Portland Highlights 2004 SIAM Annual Meeting July 12-16

September 26, 2004

It would be hard to find an area of fluid mechanics in which Roland Glowinski hasn't had an impact, said SIAM president Mac Hyman in awarding Glowinski the 2004 Theodore von Kármán Prize. Glowinski, the Cullen Professor of Mathematics and Mechanical Engineering at the University of Houston, was cited for "his sustained outstanding contributions to mechanics and applied and computational mathematics, especially in the area of complex problems in fluid mechanics."

The citation goes on to point out that "many of his contributions are in the spirit of von Kármán." Proud to agree, Glowinski offered the audience a few specifics: In June 1960, on graduating from l'Ecole Polytechnique in Paris, he spent two months at the Commercial Division of the Boeing Airplane Company in Renton, Washington (a few hundred miles north of Portland). There, he was involved in two projects: one related to the design of parts of the Boeing 727, in the course of which he learned about "von Kármán flaps," and the other related to artificial satellites. The lessons of the second project concerned the kinematics and dynamics of rigid-body motions, methods and concepts that proved useful to Glowinski many years later when he began to work on fluid-rigid body interactions---work that he considers central to the prize committee's decision to award him the von Kármán prize.

Glowinski gave the prize lecture, "On the Numerical Simulation of Incompressible Viscous Flow with Moving or Free Boundary: Applications," on July 14.

Even in absentia, Richard Tapia has a way of bringing people together, often in laughter. Such was the case at the prize luncheon held in Portland during the SIAM Annual Meeting, when Tapia, unable to attend, was named the 2004 recipient of the SIAM Prize for Distinguished Service to the Profession. Margaret Wright, who received the prize in 2000, made the presentation; Talithia Daniel, a third-year Rice graduate student in statistics (below left), accepting on behalf of Tapia, didn't deliver a promised Tapia imitation but came through with a fitting tribute to Tapia, who has been "so much more than an adviser" for countless minority and women students at Rice. "His concern for us extends beyond the classroom into his own home as he constantly invites us over to socialize, network, and build community. There is no one more deserving of this award than Richard Tapia."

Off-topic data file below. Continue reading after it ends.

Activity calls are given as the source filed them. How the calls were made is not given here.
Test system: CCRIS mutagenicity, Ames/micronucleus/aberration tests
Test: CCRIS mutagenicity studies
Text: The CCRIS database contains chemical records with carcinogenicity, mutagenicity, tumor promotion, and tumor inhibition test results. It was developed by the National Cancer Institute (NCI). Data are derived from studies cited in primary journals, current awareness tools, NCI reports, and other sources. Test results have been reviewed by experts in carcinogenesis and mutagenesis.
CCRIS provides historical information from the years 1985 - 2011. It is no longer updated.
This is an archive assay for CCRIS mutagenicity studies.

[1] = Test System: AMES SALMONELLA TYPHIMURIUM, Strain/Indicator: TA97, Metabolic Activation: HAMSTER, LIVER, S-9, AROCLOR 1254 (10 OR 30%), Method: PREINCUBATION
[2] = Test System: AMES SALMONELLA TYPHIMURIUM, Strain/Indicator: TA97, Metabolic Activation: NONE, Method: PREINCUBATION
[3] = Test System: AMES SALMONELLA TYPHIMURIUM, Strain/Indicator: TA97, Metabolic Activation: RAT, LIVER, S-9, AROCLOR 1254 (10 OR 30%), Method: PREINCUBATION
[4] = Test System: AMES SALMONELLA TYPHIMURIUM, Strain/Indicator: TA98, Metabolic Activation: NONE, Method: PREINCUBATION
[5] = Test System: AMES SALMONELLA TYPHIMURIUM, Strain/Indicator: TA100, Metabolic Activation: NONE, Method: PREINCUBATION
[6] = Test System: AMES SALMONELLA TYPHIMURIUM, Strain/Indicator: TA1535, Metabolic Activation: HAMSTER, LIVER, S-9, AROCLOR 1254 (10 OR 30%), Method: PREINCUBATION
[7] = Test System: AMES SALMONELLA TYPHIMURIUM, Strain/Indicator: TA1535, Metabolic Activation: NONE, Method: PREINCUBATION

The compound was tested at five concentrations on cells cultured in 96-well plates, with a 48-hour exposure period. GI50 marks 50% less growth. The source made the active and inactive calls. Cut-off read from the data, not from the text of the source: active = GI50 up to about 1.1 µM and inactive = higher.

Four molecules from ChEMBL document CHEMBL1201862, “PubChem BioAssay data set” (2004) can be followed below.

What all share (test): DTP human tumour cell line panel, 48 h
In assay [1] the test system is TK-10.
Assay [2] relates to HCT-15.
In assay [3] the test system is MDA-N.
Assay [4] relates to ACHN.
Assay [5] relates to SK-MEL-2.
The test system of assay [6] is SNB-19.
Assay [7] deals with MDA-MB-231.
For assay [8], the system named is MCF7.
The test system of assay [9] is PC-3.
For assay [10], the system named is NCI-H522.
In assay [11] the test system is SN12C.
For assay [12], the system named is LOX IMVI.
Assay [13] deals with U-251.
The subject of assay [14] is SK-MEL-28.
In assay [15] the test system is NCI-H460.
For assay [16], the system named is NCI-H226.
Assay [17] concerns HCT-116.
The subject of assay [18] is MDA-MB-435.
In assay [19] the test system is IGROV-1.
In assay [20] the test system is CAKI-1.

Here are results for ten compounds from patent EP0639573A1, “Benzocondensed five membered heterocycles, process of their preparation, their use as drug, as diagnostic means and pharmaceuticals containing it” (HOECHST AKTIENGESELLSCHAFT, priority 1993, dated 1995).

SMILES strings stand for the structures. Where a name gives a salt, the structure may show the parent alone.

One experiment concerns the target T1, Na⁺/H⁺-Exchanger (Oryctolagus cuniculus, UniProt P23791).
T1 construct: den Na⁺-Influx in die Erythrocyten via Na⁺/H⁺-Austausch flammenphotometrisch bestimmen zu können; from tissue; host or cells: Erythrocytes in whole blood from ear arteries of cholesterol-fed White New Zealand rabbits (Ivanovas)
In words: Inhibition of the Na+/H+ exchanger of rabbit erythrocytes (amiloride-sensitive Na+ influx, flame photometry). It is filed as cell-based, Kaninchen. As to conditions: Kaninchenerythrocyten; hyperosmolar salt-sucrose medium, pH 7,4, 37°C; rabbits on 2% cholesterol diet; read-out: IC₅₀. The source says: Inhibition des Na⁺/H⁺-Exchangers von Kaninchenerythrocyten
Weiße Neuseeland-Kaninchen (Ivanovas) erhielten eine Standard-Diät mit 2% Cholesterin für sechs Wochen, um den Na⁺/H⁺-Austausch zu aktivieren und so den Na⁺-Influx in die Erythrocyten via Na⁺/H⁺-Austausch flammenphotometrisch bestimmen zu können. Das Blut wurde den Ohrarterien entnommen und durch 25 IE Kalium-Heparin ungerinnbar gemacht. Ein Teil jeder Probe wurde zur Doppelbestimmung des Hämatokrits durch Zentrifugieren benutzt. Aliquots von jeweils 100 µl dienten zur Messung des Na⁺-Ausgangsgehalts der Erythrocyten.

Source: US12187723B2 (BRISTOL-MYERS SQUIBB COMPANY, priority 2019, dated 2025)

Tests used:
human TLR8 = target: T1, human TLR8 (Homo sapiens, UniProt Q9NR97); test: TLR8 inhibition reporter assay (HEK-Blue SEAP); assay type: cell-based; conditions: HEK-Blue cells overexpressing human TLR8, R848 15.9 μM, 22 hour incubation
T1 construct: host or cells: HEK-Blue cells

In a written acceptance, Tapia, the Noah Harding Professor of Computational and Applied Mathematics at Rice University, expressed gratitude to Rice, his academic home for more than thirty years, and to SIAM, in which he has found "a wonderful home, which has supported his outreach activities."
Tapia was cited in part "for his extensive and tireless work in mentoring and encouraging minority and female students in mathematics, science, and engineering, as well as for his many contributions to applied mathematics, particularly optimization."

The citation refers to the "dozens of awards" and honors Tapia has received in the course of his career, including a Lifetime Mentor Award from the American Association for the Advancement of Science (1998). Tapia was elected to the National Academy of Engineering in 1992 and was named Hispanic Engineer of the Year by Hispanic Engineer Magazine in 1996.

Of the many and varied contributions to SIAM for which he was cited, perhaps none is more important than the energy he has put into "helping to make SIAM a more inclusive organization."


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